Now, while all of this is going on, Frank Pesce’s Officer Thomas attacks Keller at Talia’s apartment for some reason, and Keller finds a big clue as to what Loring and his evil cops are up to. Afterwards, McAllister is tipped and told to go to police HQ that night to get more information. McAllister agrees to the meeting, but he also knows the meeting is really a set up by Loring. That fact doesn’t stop McAllister from donning his ninja gear and heading to police HQ to kick some ass. And yes, McAllister kicks major ass.
After the corrupt cop is beaten, McAllister returns to Keller and Talia’s house and they head to the shop and meet Talia’s brother, Jerry. They find a crate of stolen goods that Loring really wants, and they decide to go to the neighborhood. lawyer with all their evidence. Before they can get there, Loring and his team of corrupt cops ambush everyone and take Jerry and Talia hostage. The next day, McAllister meets Loring again in public and they come up with a plan that if McAllister gives Loring the stolen goods, Loring will free Jerry and Talia.
And so McAllister and Keller head into the big hostage surrender knowing full well that Loring is once again preparing some kind of ambush. General ninja and other violence ensues, including a brief and unsatisfying final fight between McAllister and Loring.
“Rogues” is, at best, a mediocre episode of The master. It has an interesting premise (ninja vs. corrupt cops) and a pretty decent sleazebag villain in Kaz Garas as Loring, but the story never really gels. The episode starts with juice and energy (a cop trying to kill another cop at cop HQ is pretty messed up) but then it never quite lives up to what we see at the very beginning. Things just happen and then the episode is over. The action throughout is also mediocre, which is annoying. Why aren’t there more scenes of Loring and his team shooting McAllister and Keller? And why isn’t the final fight between McAllister and Loring a better fight? I mean, yeah, we know Loring doesn’t have McAllister’s skills, but you’d think that Loring, being real shit, would be able to get the upper hand for a few seconds with sneak fights. The final fight is about as exciting as the first fight between McAllister and Loring (and that fight isn’t exciting at all).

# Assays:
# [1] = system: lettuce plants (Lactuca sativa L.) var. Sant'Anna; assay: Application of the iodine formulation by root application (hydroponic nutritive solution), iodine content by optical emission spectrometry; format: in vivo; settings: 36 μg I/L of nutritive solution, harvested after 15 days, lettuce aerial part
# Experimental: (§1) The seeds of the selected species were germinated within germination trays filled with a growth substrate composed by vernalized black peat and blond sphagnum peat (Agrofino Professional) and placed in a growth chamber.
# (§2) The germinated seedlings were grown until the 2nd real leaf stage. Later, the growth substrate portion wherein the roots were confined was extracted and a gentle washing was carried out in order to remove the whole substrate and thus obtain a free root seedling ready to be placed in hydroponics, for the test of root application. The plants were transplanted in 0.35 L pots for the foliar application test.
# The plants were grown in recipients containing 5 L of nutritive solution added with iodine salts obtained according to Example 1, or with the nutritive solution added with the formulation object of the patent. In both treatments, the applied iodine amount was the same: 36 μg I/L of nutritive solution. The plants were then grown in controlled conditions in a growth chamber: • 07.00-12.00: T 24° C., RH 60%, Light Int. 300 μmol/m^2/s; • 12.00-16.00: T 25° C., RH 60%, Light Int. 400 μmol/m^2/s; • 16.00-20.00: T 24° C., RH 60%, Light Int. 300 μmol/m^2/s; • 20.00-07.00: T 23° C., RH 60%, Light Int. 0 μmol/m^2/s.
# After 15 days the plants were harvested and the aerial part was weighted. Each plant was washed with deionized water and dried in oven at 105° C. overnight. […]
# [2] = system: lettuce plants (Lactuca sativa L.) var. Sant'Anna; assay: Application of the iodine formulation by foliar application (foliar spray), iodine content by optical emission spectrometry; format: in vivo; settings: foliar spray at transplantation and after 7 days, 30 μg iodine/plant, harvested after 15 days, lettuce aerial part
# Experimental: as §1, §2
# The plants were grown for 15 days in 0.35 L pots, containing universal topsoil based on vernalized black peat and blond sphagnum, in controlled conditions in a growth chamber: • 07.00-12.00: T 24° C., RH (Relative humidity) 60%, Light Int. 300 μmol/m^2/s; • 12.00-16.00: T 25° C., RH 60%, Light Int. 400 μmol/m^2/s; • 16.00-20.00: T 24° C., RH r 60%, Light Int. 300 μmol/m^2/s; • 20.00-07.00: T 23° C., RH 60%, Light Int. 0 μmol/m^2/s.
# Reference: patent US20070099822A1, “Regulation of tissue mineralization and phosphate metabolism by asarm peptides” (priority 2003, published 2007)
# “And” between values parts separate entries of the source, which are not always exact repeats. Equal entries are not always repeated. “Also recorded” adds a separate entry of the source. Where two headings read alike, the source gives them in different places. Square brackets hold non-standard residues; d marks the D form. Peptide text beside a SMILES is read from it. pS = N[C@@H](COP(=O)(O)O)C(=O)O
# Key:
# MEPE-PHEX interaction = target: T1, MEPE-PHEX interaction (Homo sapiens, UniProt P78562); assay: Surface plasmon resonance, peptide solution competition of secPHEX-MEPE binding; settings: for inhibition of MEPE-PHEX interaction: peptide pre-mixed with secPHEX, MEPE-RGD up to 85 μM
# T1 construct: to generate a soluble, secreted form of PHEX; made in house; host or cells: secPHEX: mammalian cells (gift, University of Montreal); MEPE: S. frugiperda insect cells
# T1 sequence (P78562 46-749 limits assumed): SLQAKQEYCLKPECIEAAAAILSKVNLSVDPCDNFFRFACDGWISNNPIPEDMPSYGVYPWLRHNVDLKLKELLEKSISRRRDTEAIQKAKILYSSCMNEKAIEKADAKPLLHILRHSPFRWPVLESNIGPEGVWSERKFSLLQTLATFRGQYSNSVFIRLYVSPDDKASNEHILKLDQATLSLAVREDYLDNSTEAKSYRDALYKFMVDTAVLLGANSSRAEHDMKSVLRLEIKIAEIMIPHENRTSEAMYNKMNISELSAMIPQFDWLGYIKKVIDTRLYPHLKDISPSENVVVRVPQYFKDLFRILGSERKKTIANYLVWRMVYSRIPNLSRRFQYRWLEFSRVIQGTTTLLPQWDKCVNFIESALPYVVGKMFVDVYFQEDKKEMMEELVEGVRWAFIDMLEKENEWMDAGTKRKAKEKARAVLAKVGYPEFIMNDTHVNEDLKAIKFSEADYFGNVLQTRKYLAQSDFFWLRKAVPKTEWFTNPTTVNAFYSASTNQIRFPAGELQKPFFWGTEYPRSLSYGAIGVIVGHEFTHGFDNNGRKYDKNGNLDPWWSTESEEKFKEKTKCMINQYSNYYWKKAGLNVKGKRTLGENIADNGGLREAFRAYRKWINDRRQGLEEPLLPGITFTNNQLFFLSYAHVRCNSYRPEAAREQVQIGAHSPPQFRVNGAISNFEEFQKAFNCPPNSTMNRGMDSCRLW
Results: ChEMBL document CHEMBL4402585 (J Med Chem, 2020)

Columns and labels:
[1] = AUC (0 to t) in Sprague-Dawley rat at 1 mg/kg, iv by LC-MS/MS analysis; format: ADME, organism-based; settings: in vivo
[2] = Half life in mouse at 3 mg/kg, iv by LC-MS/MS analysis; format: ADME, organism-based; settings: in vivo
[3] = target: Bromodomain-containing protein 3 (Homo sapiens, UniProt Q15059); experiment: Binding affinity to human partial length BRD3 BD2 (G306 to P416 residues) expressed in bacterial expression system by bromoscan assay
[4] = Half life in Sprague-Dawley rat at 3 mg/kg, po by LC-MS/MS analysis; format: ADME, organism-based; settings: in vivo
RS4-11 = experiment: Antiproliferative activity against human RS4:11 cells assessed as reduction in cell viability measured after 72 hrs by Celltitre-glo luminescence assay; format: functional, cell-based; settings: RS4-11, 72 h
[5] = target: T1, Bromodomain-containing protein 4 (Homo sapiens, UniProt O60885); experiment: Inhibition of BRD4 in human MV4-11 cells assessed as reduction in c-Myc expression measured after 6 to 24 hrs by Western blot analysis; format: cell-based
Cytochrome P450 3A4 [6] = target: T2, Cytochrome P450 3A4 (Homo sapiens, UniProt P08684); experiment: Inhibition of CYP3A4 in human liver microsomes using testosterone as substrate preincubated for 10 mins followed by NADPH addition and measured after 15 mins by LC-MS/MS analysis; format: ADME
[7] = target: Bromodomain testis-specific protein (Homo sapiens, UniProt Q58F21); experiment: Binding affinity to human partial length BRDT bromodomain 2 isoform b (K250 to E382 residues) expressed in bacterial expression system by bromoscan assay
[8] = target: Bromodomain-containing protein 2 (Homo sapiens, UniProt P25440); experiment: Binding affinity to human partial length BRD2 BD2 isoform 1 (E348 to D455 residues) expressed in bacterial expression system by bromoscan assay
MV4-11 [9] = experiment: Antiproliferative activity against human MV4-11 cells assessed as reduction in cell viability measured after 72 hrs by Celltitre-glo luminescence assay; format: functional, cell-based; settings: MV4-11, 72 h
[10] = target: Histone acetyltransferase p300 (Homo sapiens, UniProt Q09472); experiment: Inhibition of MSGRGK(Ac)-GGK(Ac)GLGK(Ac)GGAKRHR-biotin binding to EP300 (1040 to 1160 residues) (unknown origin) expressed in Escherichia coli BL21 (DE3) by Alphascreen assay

The chemistry between Timothy Van Patten and Cindy Harrell is also lacking. You can tell they’re trying to show that they know and love each other and so on, but it just doesn’t work. They’re just actors on a TV show going through the motions. Paul Tulley is not so interesting as Jerry Donovan. He’s just a guy.
The episode has some funny moments. The track where McAllister at the police shooting range is incredibly badass. There’s a party at the college party where one of the revelers thinks McAllister is an actor who’s appeared in many Spaghetti Westerns. And then there’s Gretchen (Lynne Randall), a woman from the aerobics studio who keeps telling McAllister he’s out of shape. Is she just teasing him because she secretly has a crush on him, or is she telling him because she’s one of the health freaks who thinks everybody not in good shape? The episode’s final sequence involves McAllister beating up several martial arts instructors at the aerobics studio, showing Gretchen that he’s not out of shape at all.
And Frank Pesce is fun. But then, when isn’t Frank Pesce fun? I wish it was part of a better episode. Why wasn’t he in the New York set episode? Does the Beverly Hills Police Department really have a guy who looks like Frank Pesce?
“Rogues” is just okay. It’s not bad but it’s not that great either. It’s just kind of there.
One more episode to do.
Next topic: The master Episode 13: “A Place to Call Home”